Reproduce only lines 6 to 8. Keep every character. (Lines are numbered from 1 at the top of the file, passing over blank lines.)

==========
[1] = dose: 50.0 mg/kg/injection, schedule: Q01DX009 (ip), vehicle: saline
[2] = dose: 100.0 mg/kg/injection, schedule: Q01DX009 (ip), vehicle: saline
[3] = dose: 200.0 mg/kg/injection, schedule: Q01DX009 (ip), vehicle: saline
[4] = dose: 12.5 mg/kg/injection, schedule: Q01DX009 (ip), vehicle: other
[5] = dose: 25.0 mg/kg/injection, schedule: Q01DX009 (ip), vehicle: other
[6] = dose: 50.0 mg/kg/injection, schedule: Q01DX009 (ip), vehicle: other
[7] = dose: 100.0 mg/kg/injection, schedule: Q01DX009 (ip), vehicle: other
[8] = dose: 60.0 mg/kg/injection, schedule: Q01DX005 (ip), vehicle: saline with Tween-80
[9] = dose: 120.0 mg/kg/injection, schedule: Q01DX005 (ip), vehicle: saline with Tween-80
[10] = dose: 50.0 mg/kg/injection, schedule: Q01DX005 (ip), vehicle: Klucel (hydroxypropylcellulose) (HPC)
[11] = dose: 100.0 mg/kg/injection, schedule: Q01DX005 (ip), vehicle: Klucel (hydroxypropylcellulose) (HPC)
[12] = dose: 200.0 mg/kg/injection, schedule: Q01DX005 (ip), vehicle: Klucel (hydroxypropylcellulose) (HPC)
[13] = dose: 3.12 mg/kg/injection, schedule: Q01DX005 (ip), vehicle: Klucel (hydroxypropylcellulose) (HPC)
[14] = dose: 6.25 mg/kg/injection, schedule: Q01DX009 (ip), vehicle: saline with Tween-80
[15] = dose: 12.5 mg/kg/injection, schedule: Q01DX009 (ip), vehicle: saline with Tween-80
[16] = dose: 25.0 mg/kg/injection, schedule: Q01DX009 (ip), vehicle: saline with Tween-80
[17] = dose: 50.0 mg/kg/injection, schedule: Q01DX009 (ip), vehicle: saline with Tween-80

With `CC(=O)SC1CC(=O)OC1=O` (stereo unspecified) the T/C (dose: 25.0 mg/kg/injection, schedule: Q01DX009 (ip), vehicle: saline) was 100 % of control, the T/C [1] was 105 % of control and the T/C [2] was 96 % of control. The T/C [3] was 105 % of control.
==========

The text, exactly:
[6] = dose: 50.0 mg/kg/injection, schedule: Q01DX009 (ip), vehicle: other
[7] = dose: 100.0 mg/kg/injection, schedule: Q01DX009 (ip), vehicle: other
[8] = dose: 60.0 mg/kg/injection, schedule: Q01DX005 (ip), vehicle: saline with Tween-80